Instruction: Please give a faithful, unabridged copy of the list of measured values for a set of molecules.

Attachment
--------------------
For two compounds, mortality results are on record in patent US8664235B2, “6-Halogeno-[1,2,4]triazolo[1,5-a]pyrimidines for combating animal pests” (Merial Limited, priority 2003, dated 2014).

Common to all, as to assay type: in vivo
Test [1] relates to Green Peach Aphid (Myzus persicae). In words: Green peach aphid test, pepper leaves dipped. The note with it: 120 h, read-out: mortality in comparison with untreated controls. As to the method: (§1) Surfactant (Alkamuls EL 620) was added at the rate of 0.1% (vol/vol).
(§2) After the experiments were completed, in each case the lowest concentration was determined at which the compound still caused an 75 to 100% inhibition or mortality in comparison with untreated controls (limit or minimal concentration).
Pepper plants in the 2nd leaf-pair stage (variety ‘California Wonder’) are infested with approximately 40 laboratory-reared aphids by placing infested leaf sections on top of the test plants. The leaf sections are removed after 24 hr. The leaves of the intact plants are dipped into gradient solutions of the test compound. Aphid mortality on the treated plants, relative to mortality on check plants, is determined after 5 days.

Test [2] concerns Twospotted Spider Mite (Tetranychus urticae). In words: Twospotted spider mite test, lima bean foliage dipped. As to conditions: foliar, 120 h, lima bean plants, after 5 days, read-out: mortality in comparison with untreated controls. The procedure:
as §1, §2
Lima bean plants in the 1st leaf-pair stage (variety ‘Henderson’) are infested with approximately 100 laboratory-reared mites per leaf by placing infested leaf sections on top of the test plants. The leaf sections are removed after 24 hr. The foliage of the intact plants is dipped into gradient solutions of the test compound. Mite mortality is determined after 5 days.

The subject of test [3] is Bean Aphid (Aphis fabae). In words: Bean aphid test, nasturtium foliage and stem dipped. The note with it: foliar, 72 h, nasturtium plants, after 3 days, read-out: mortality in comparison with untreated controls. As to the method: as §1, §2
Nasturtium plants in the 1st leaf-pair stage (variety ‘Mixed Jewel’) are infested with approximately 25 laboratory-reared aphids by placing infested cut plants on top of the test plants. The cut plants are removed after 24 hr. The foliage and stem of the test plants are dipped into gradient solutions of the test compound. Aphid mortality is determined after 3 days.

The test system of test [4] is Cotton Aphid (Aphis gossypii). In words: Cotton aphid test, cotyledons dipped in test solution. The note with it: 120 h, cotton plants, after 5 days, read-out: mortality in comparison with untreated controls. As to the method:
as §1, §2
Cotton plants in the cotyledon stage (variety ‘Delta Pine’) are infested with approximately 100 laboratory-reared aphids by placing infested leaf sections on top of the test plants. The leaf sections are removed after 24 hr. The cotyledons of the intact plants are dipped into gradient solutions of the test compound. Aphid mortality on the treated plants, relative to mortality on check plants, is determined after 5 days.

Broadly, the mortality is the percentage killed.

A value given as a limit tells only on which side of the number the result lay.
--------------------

For two compounds, mortality results are on record in patent US8664235B2, “6-Halogeno-[1,2,4]triazolo[1,5-a]pyrimidines for combating animal pests” (Merial Limited, priority 2003, dated 2014).

Common to all, as to assay type: in vivo
Test [1] relates to Green Peach Aphid (Myzus persicae). In words: Green peach aphid test, pepper leaves dipped. The note with it: 120 h, read-out: mortality in comparison with untreated controls. As to the method: (§1) Surfactant (Alkamuls EL 620) was added at the rate of 0.1% (vol/vol).
(§2) After the experiments were completed, in each case the lowest concentration was determined at which the compound still caused an 75 to 100% inhibition or mortality in comparison with untreated controls (limit or minimal concentration).
Pepper plants in the 2nd leaf-pair stage (variety ‘California Wonder’) are infested with approximately 40 laboratory-reared aphids by placing infested leaf sections on top of the test plants. The leaf sections are removed after 24 hr. The leaves of the intact plants are dipped into gradient solutions of the test compound. Aphid mortality on the treated plants, relative to mortality on check plants, is determined after 5 days.

Test [2] concerns Twospotted Spider Mite (Tetranychus urticae). In words: Twospotted spider mite test, lima bean foliage dipped. As to conditions: foliar, 120 h, lima bean plants, after 5 days, read-out: mortality in comparison with untreated controls. The procedure:
as §1, §2
Lima bean plants in the 1st leaf-pair stage (variety ‘Henderson’) are infested with approximately 100 laboratory-reared mites per leaf by placing infested leaf sections on top of the test plants. The leaf sections are removed after 24 hr. The foliage of the intact plants is dipped into gradient solutions of the test compound. Mite mortality is determined after 5 days.

The subject of test [3] is Bean Aphid (Aphis fabae). In words: Bean aphid test, nasturtium foliage and stem dipped. The note with it: foliar, 72 h, nasturtium plants, after 3 days, read-out: mortality in comparison with untreated controls. As to the method: as §1, §2
Nasturtium plants in the 1st leaf-pair stage (variety ‘Mixed Jewel’) are infested with approximately 25 laboratory-reared aphids by placing infested cut plants on top of the test plants. The cut plants are removed after 24 hr. The foliage and stem of the test plants are dipped into gradient solutions of the test compound. Aphid mortality is determined after 3 days.

The test system of test [4] is Cotton Aphid (Aphis gossypii). In words: Cotton aphid test, cotyledons dipped in test solution. The note with it: 120 h, cotton plants, after 5 days, read-out: mortality in comparison with untreated controls. As to the method:
as §1, §2
Cotton plants in the cotyledon stage (variety ‘Delta Pine’) are infested with approximately 100 laboratory-reared aphids by placing infested leaf sections on top of the test plants. The leaf sections are removed after 24 hr. The cotyledons of the intact plants are dipped into gradient solutions of the test compound. Aphid mortality on the treated plants, relative to mortality on check plants, is determined after 5 days.

Broadly, the mortality is the percentage killed.

A value given as a limit tells only on which side of the number the result lay.